No Escape – 3/5 – Movie Reviews by Ry!

no escapeNo escape – 3/5 – There’s many things in films that take fiction and spin it with real world inspiration.  These inspirations can be political, social or international events.  No Escape is a film that takes a look at a very typical kind of ‘uprising’, but through the perspective of trapped foreigners.  This movie has a lot of intense situations that will strike an emotional cord.   Even with those strengths, there are too many common film clichés and directive choices that make this experience an average one.

Premise: An American family find themselves caught in a political uprising.  With no choices or help from the outside world, they must find a way to escape the deadly rebels before they find and kill them.

There are few characters in the film.  As the main players, you have:

Owen Wilson as Jack Dwyer

Lake Bell as Annie Dwyer

Pierce Brosnan as Hammond

With Owen Wilson in a different kind of lead; he provides strong accolades to this typical-styled character.  As Jack Dwyer, he gives you a husband that must ‘find a way’ to save his family.  Through his interactions and raw emotional attributes; Wilson does a good job in showing human rawness through unexpected circumstances.  When faced with everything against him, Wilson shows you that instincts play more importantly than trying to make the right choice.  With Lake Bell playing his wife, it gives the film a dire complexion as well as a very important focal point for his ‘purpose’ (along with his kids).  There dynamic as husband/wife is very common in a drama style film, but it is one that provides some worth throughout the film.  Pierce Brosnan is your typical ‘side’ character.  He provides a focal point for the exposition, plot points and otherwise a ‘connection’ to progressing through scenes that don’t make much sense at times.  There’s a lot potential in the character Hammonds, but it gets wasted with the direction of the film.  Even with the waste, Brosnan still does a great job showing how he can ‘command’ a role in his lack of screen time.  The secondary characters have no real character development in the film.  They are practically just there for the body count.  This common perspective of characters is used to give you a ‘realistic’ perspective of tie circumstance of the uprising happening in this Asian country.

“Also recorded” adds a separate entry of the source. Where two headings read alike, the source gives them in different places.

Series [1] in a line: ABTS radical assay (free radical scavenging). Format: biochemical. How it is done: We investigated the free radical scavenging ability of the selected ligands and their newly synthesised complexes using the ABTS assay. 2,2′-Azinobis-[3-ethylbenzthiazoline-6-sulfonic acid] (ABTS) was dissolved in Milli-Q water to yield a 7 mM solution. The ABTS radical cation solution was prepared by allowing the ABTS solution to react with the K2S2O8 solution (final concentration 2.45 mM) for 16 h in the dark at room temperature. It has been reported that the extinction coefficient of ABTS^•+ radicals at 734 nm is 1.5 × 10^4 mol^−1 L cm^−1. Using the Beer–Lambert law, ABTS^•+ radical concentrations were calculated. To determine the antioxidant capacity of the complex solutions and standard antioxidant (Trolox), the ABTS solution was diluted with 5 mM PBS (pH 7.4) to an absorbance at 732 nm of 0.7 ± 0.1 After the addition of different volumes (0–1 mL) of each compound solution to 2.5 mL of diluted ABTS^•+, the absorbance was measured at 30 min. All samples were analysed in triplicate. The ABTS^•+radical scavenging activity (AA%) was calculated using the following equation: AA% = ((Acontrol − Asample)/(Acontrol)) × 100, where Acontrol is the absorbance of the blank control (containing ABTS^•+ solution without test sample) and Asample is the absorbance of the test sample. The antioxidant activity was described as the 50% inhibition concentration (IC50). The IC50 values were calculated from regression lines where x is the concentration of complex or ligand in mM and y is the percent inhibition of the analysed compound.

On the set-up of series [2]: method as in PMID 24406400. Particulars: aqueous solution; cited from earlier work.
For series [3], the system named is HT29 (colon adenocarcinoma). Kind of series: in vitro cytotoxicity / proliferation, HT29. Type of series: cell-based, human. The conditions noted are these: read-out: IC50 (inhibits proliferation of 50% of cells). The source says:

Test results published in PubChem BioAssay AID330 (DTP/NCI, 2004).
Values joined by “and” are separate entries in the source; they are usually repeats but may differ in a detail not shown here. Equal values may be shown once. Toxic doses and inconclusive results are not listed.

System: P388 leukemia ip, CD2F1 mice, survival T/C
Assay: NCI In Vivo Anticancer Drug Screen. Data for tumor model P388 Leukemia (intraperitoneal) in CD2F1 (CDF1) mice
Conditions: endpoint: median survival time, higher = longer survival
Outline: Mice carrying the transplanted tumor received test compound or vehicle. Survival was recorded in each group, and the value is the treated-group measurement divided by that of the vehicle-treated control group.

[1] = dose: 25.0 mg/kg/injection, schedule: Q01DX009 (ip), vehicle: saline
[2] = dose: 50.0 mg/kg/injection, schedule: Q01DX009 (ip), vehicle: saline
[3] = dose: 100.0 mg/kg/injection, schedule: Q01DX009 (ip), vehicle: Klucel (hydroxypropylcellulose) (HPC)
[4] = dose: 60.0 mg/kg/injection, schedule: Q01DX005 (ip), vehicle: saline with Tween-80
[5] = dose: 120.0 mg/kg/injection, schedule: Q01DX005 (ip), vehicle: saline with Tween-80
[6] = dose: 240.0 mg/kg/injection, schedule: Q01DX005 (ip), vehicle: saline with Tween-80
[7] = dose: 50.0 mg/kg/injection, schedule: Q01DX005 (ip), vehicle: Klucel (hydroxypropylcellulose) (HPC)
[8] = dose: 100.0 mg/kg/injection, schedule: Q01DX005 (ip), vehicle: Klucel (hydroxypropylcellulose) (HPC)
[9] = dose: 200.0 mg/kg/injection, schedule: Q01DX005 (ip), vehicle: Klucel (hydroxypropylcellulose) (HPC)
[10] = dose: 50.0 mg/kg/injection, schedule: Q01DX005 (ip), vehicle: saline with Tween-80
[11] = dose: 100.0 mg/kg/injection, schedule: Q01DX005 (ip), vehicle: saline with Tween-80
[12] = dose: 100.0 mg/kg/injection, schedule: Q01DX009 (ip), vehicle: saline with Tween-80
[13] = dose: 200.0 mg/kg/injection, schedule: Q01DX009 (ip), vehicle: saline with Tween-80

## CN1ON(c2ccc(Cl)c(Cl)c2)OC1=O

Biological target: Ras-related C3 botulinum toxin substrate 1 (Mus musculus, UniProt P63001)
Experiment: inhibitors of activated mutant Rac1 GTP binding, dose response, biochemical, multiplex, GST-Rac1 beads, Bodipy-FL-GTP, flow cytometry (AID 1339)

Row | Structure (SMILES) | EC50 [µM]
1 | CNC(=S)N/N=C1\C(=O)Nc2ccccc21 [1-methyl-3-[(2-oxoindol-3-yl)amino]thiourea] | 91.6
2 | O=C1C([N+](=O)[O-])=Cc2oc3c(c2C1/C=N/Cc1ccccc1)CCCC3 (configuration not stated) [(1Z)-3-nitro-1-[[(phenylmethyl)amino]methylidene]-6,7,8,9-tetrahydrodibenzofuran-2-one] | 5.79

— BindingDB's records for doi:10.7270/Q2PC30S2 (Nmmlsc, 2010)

The direction of this film is your typical on-the-run/escape style thriller.  You have as followed:

First act – Introduced to the main characters, side character(s) and setting of the film.   Explicit scenes (expositional) lead to the inevitable on-the-run/escape scenario.

Second act – Linear progression of the film’s plot.  There is a mixture of high-stakes scenarios with ‘last chance’ syndrome story technique.  Intense/realistic situations add to quick pace but sheds light of lack of plot/character development.

Third act – Rushed climax of predictable ‘no hope’ choice scenario and ‘last chance’ syndrome story technique; ho hum epilogue with ‘family’ ending.